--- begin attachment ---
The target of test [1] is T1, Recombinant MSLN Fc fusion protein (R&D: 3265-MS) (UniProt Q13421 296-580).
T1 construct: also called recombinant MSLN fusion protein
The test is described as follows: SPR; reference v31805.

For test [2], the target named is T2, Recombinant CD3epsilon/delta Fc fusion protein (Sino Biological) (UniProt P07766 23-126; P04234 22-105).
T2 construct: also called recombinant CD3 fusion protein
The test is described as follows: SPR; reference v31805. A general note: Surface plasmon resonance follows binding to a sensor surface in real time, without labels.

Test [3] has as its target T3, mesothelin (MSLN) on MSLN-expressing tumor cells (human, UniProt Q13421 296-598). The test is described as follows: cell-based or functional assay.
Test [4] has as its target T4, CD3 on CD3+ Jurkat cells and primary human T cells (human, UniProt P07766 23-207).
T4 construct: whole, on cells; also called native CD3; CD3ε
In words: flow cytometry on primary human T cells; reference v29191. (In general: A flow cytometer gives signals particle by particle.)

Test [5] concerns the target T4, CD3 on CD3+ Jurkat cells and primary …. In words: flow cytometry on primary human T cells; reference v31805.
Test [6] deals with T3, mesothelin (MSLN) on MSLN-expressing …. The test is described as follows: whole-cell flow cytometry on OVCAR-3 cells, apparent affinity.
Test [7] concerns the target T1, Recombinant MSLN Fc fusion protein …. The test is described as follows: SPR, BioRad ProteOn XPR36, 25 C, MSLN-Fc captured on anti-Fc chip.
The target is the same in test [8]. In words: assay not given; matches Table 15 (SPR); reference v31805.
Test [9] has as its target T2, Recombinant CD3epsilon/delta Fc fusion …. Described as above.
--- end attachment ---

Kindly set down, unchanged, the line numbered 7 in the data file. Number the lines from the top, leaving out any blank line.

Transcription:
Test [3] has as its target T3, mesothelin (MSLN) on MSLN-expressing tumor cells (human, UniProt Q13421 296-598). The test is described as follows: cell-based or functional assay.